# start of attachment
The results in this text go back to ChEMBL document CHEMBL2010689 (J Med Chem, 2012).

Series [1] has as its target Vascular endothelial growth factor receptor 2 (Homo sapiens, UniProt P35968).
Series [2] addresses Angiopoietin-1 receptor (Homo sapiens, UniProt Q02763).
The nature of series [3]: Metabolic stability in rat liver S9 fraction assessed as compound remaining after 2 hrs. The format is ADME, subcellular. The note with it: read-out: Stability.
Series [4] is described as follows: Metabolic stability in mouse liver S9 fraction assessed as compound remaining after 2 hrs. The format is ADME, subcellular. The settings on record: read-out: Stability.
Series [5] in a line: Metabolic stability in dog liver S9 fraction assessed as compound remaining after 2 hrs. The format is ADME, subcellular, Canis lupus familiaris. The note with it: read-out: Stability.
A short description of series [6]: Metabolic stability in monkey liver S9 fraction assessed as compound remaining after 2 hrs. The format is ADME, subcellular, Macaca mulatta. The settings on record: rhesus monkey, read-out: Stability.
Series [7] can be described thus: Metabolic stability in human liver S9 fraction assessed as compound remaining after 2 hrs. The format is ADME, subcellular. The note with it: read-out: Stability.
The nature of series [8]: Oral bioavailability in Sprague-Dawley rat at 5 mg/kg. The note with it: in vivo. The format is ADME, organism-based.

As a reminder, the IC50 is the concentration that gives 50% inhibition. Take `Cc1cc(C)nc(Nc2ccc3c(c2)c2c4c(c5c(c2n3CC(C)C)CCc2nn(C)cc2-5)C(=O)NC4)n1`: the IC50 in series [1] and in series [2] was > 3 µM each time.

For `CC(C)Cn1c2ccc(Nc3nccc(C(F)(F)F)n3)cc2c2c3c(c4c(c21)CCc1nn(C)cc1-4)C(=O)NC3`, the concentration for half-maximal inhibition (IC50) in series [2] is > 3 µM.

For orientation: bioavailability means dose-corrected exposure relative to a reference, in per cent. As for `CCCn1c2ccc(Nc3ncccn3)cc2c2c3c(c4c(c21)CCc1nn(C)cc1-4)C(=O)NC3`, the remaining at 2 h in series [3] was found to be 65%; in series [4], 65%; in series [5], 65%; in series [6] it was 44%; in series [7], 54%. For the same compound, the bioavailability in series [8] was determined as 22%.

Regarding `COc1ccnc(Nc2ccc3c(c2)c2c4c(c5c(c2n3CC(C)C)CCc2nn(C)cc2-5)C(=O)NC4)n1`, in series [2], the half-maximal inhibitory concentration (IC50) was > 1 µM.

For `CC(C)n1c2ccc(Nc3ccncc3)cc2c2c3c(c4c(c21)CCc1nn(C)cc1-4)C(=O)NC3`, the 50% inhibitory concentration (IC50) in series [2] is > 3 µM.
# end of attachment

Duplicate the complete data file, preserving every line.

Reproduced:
The results in this text go back to ChEMBL document CHEMBL2010689 (J Med Chem, 2012).

Series [1] has as its target Vascular endothelial growth factor receptor 2 (Homo sapiens, UniProt P35968).
Series [2] addresses Angiopoietin-1 receptor (Homo sapiens, UniProt Q02763).
The nature of series [3]: Metabolic stability in rat liver S9 fraction assessed as compound remaining after 2 hrs. The format is ADME, subcellular. The note with it: read-out: Stability.
Series [4] is described as follows: Metabolic stability in mouse liver S9 fraction assessed as compound remaining after 2 hrs. The format is ADME, subcellular. The settings on record: read-out: Stability.
Series [5] in a line: Metabolic stability in dog liver S9 fraction assessed as compound remaining after 2 hrs. The format is ADME, subcellular, Canis lupus familiaris. The note with it: read-out: Stability.
A short description of series [6]: Metabolic stability in monkey liver S9 fraction assessed as compound remaining after 2 hrs. The format is ADME, subcellular, Macaca mulatta. The settings on record: rhesus monkey, read-out: Stability.
Series [7] can be described thus: Metabolic stability in human liver S9 fraction assessed as compound remaining after 2 hrs. The format is ADME, subcellular. The note with it: read-out: Stability.
The nature of series [8]: Oral bioavailability in Sprague-Dawley rat at 5 mg/kg. The note with it: in vivo. The format is ADME, organism-based.

As a reminder, the IC50 is the concentration that gives 50% inhibition. Take `Cc1cc(C)nc(Nc2ccc3c(c2)c2c4c(c5c(c2n3CC(C)C)CCc2nn(C)cc2-5)C(=O)NC4)n1`: the IC50 in series [1] and in series [2] was > 3 µM each time.

For `CC(C)Cn1c2ccc(Nc3nccc(C(F)(F)F)n3)cc2c2c3c(c4c(c21)CCc1nn(C)cc1-4)C(=O)NC3`, the concentration for half-maximal inhibition (IC50) in series [2] is > 3 µM.

For orientation: bioavailability means dose-corrected exposure relative to a reference, in per cent. As for `CCCn1c2ccc(Nc3ncccn3)cc2c2c3c(c4c(c21)CCc1nn(C)cc1-4)C(=O)NC3`, the remaining at 2 h in series [3] was found to be 65%; in series [4], 65%; in series [5], 65%; in series [6] it was 44%; in series [7], 54%. For the same compound, the bioavailability in series [8] was determined as 22%.

Regarding `COc1ccnc(Nc2ccc3c(c2)c2c4c(c5c(c2n3CC(C)C)CCc2nn(C)cc2-5)C(=O)NC4)n1`, in series [2], the half-maximal inhibitory concentration (IC50) was > 1 µM.

For `CC(C)n1c2ccc(Nc3ccncc3)cc2c2c3c(c4c(c21)CCc1nn(C)cc1-4)C(=O)NC3`, the 50% inhibitory concentration (IC50) in series [2] is > 3 µM.